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Greetings, Ann Mayo here, Smith graduate from 1983. I did not think I would ever have a job in the field in which I majored: Art History. Happily I eventually found myself working at the Smith College Museum of Art. Currently, I am Manager of Security and Guest Services there.
A New York City summer is intrinsically special, and is the season for which I yearn annually. Unbridled humidity permeates crowded subway cars as couples lounge hand-in-hand in the parks. Mister Softee trucks are ubiquitous and a plethora of languages fill the streets.
I’ve always been interested in intersecting art forms. I grew up training in classical ballet, flamenco, and other styles of dance in my hometown of Memphis, TN. At the same time, I took lessons in a variety of instruments and experimented in different genres of music. I entered Smith planning on becoming a dance major but soon realized it was time for me to pursue a new area in the arts. I took as many art history courses as humanly possible while continuing to dance on the side.
For any fan of 19th century American art, this internship was a dream come true. I was tasked with writing wall labels for the new 19th century American art installation at the SCMA. When visitors will walk into the galleries for the next few years, my words upon the wall will help guide them along. No pressure! My very first task was to write a label for a painting by Albert Bierstadt, Landscape in the Bahamas (ca. 1877–mid-1880s).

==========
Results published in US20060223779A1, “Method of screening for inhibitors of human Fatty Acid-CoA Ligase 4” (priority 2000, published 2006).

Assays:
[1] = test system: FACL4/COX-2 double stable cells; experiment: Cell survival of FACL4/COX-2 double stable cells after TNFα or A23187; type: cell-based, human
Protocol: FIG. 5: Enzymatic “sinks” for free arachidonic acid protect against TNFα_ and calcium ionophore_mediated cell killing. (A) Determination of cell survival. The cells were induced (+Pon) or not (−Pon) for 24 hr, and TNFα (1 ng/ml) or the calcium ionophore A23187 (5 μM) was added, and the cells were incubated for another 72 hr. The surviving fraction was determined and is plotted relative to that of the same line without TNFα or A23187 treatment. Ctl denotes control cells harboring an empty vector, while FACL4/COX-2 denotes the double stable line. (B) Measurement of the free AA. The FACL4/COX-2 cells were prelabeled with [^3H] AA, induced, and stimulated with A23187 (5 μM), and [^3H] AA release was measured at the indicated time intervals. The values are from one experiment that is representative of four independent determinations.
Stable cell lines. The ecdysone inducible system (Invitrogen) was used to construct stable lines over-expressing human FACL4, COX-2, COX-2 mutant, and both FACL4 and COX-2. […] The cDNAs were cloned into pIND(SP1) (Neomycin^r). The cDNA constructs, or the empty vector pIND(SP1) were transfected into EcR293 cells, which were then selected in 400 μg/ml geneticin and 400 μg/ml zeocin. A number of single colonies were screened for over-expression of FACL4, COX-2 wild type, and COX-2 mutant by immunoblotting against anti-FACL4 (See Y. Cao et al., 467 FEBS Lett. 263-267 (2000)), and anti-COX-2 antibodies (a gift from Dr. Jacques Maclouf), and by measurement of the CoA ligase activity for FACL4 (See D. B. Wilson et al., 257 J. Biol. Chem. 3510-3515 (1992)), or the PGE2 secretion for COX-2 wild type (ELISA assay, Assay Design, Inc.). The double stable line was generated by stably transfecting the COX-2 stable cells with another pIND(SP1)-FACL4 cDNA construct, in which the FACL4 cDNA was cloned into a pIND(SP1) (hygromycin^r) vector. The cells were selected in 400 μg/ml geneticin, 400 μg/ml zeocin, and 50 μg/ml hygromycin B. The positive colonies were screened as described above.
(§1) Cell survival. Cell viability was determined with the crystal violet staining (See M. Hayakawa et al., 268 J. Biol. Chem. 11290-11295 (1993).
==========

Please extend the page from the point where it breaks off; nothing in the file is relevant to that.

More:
Although I’ve been working with art for many years now, it is still a magical experience for me to hold an original work of art in my hands. At the Cunningham Center for the Study of Prints, Drawings and Photographs, which I manage, I work every day with original art. I feel blessed because art has always been therapeutic for me. When days get hectic or I feel stressed, I can walk into our storage and look at some works I particularly love and always come away feeling much better.
The Tryon Prizes for Writing and Art, 2020
Each year, two juries award monetary prizes to current Smith students for outstanding writing and art related to the collection at the Smith College Museum of Art. Writing may take any form, including a thesis, essay or poem. Art submissions may be an installation, performance, video, sound, digital, internet, and interactive art. Jurors seek a high level of artistic expression and presentation.
"Fukagawa Susaki Jūmantsubo”: ukiyo-e culture, viewing the city of Edo, and the emergence of commercial art in the time of the Tokugawa Shogunate
Guest blogger Hannah Goeselt is a former Cunningham Study Center student assistant, Art History Major, and a graduate of the Class of 2020.